The Photographic Society of America (PSA) is a worldwide organization providing a wide range of services that promote photography and benefits to its members. Individual members can participate in competitions, study groups and on-line education programs designed to advance photographic knowledge and skill. Competitions are also held for clubs, councils, federations and chapter members.

Each division conducts Interclub Competitions, under the supervision of appointed volunteer directors.  Depending upon the division, the competitions are conducted 3 or 4 times a year.  Divisions with large numbers of participating clubs, including those from various countries, are organized into groups of approximately 25 PSA clubs each.  Host clubs volunteer to conduct each of the competitions, on a group-by-group basis, which includes providing a panel of 3 judges.

DSCC members regularly participate in PSA inter-club competitions in both the projected-image division and photojournalism division.  For each competition, the clubs submit 6 digital images or prints from their entire membership, which may include non-PSA members.  The combined scores of a club’s entry are used to determine their ranking within a competition.  The combined scores are also totaled at the end of the year to determine overall rankings.  In the case of competitions having multiple groups, the rankings will be used in forming the groups for the next year.  All scores and rankings are posted on the website, as are galleries of the award-winning images.


PSA Interclub Competitions provide a chance to participate as a club and be judged against other clubs.  Currently the DSCC participates in the projected image division (PID) and photojournalism division (PJD) divisions.

The easiest way to participate is to provide four (4) files for each competition you wish to be included in by Sept 30th. Otherwise, submissions are needed one week before the round deadline.  For each round, 6 images, max of 2 images per member will be submitted.

Projected Image Division (PID) Interclub Competition

ROUNDS END: November 1, January 1, March 1, May 1

The subject matter for PID entries is unrestricted or “open.”

Photojournalism (PJD) Interclub Competition

ROUNDS END: November 15, January 15, March 15, May 15

Definition of an Acceptable Photojournalism Image: 

Photojournalism shall consist of pictures or sequences with informative content and emotional impact, including human interest, documentary, and spot news. The journalistic value of the photograph shall be considered over pictorial quality. In the interest of credibility, photographs which misrepresent the truth, such as manipulation to alter the subject matter, or situations which are set up for the purpose of photography, are unacceptable. The only editing that can be done includes cropping and color correction that could be done in a darkroom.  

There are two classification that you may list a photo journalistic image under, General and Human Interest.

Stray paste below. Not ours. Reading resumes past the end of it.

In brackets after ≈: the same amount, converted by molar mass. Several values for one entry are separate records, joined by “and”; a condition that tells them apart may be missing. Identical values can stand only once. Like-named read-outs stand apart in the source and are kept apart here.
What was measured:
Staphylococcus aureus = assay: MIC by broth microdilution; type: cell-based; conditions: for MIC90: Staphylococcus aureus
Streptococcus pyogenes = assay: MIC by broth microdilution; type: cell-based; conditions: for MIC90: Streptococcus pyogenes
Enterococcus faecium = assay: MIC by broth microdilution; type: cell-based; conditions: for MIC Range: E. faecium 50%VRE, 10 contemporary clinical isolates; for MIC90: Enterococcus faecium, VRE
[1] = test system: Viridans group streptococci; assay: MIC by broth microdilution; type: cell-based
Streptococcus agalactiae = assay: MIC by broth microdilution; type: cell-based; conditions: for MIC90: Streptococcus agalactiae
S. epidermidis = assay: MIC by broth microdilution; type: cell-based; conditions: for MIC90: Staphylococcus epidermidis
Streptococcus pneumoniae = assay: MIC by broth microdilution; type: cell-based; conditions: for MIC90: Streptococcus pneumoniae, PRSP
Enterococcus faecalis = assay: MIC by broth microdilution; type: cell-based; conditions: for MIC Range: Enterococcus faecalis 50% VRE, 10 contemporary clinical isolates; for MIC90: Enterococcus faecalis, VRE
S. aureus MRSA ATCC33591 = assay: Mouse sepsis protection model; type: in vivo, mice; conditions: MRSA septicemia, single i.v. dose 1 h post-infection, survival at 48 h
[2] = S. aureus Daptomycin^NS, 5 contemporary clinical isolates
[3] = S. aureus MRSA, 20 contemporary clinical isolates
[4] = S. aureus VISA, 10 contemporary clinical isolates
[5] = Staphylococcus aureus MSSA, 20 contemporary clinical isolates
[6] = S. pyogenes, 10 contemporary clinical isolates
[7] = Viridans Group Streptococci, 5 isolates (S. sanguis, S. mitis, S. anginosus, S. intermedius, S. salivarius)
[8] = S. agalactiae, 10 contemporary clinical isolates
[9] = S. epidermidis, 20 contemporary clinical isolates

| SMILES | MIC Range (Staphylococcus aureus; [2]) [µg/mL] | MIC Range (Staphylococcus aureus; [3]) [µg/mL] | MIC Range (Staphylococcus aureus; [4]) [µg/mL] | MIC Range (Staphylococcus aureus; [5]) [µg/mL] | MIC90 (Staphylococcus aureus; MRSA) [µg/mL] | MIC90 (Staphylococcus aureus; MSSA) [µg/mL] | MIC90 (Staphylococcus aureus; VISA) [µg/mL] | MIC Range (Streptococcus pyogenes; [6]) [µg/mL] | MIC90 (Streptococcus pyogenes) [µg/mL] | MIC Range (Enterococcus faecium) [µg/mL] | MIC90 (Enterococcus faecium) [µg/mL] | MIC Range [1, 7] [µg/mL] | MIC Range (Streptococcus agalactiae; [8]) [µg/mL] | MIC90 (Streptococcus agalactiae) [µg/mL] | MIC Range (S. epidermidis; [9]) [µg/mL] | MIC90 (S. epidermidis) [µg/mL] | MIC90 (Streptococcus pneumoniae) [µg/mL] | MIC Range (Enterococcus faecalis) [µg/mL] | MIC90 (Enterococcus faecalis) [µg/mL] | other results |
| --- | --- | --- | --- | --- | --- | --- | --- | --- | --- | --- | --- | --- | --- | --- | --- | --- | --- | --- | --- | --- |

Human Interest must include one or more persons (not implied, actual persons).  Sports action cannot be the main subject of the image (that would be considered “sports photography”). You may have person(s) in sports gear, but not actual sports action. Additionally, the images must show some type of interaction, emotion or unusual situation and the subject matter cannot be staged.

General classification can be almost anything, including Human Interest, but usually it involves non-human related events (man made or natural disasters are a good example). 

Nature Division Interclub Competition

There was some discussion and questions about participating in the Nature Interclub competition as well.  We would have to submit 6 images by a minimum 4 members for three rounds.  As a club we have until October 8th to register to participate.  If you are interested in submitting for Nature let Matt Moses know so he can determine whether we’ll have enough members to meet the requirements.

ROUNDS END: November 15, January 15, March 15

Nature photography is restricted to the use of the photographic process to depict all branches of natural history, except anthropology and archaeology, in such a fashion that a well-informed person will be able to identify the subject material and certify its honest presentation. The story telling value of a photograph must be weighed more than the pictorial quality while maintaining high technical quality. Human elements shall not be present, except where those human elements are integral parts of the nature story such as nature subjects, like barn owls or storks, adapted to an environment modified by humans, or where those human elements are in situations depicting natural forces, like hurricanes or tidal waves. Scientific bands, scientific tags or radio collars on wild animals are permissible. Photographs of human created hybrid plants, cultivated plants, feral animals, domestic animals, or mounted specimens are ineligible, as is any form of manipulation that alters the truth of the photographic statement.

No techniques that add, relocate, replace, or remove pictorial elements except by cropping are permitted. Techniques that enhance the presentation of the photograph without changing the nature story or the pictorial content, or without altering the content of the original scene, are permitted including HDR, focus stacking and dodging/burning. Techniques that remove elements added by the camera, such as dust spots, digital noise, and film scratches, are allowed. Stitched images are not permitted. All allowed adjustments must appear natural. Color images can be converted to grey-scale monochrome. Infrared images, either direct-captures or derivations, are not allowed

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